President Joe Biden

In August 2021, President Biden launched the withdrawal of American troops from Afghanistan. However, an end to the "war on terror" is not yet in sight.

© IMAGO / ZUMA Wire / Michael Reynolds

Following the withdrawal, what responsibilities does America have with the respect to Afghanistan?

In this context, ‘responsibility’ may not be the right word. Above all, the USA needs to formulate a new approach to the Islamic world. At the moment, I see no sign of one in Biden’s policy and I couldn’t discern any in Trump’s either. The plan to turn Iraq into a beacon of democracy was never a realistic one.

In the long term, America’s support for the Arab Spring in 2011 and 2012 has also failed. Democracy has become fragile even in Tunisia. The Americans did not anticipate that, in Egypt and other countries, Islamists would come to power in free elections.

Why has the USA failed to develop such a concept?

Mechanisms are at work in these societies which the West fails, or refuses to understand, because that would entail recognition of the aggressive character of its own system and values – liberalism, capitalism and democracy. These values are aggressive insofar as they cannot regard traditional societies as equals.

This is a feature that one can find even in popular culture – the adventures of the starship Enterprise, for instance. The famous Prime Directive prohibits interference with other societies, a classically liberal impulse. But whenever the freedom of individuals is threatened, intervention is the default option. – And it is done with the best will in the world, at the price of the destruction of indigenous societies. It’s a scenario that is consistently repeated throughout the series, and it is the basic problem of a universalist approach to values.

Does this mean that the export of Western values is doomed to fail?

Vietnam has demonstrated that, in a certain sense, the war can be won after the conflict is over. Fifteen years after the end of the war, Vietnam is a decidedly capitalist society. It’s not very democratic, but it’s far less brutal than it was in the 1970s.

A more promising strategy would be to employ the sort of techniques that political scientists refer to as systemic penetration – in other words, soft power. The West still has a highly attractive popular culture to offer. It has an economic system that is very attractive to people who are upwardly mobile and would like to get rich. These are resources that one could make use of, instead of intervening militarily all the time.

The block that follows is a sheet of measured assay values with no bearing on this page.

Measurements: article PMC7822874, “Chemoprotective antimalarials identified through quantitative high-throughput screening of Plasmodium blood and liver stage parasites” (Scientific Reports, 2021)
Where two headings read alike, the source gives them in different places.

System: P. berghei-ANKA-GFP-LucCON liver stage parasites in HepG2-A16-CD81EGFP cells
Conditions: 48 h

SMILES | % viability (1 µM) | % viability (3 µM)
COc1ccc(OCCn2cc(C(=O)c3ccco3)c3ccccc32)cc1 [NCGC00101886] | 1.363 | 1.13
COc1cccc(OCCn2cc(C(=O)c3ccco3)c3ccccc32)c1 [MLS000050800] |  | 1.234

During the evacuation from Afghanistan, 13 American soldiers were killed. Is that a harbinger of future escalations?

It’s quite probable that we will see such escalations in the future, partly because that is in the interests of ISIS, who were responsible for the rocket attacks on the airport in Kabul. In contrast to the Taliban, who are focused on Afghanistan, ISIS regards itself as a global operation. This implies that ISIS will continue to provoke the Americans, and the Americans will feel compelled to respond. The question is what level of response will they regard as adequate?

To get an idea of how that might work out, it’s helpful to consider the case of Israel. Israel keeps the conflict in its neighborhood simmering. In response to provocations, it escalates the level of violence for a while, and then it turns the heat down again. I assume that the Americans will develop a similar system. In the process, they will have to define pretty quickly what red lines it cannot allow to be crossed, and which defensive perimeters must be held at all costs – for example, Pakistan. Just imagine what could happen if Pakistan and its atomic bombs were to fall into the hands of Islamists. That’s a possibility that presumably – and justifiably – worries the Americans.


Read the interview with Christof Mauch

Read more

Michael Hochgeschwender is Professor of North American Cultural History, Empirical Cultural Research and Cultural Anthropology at LMU. His research interests include the history of the USA during the epoch of the Civil War and in the period following the Second World War.

"America realized that it was vulnerable" : See also the interview with Professor Christof Mauch, who discusses how the US reacted to the attacks on 11 September, and how the latter altered American society.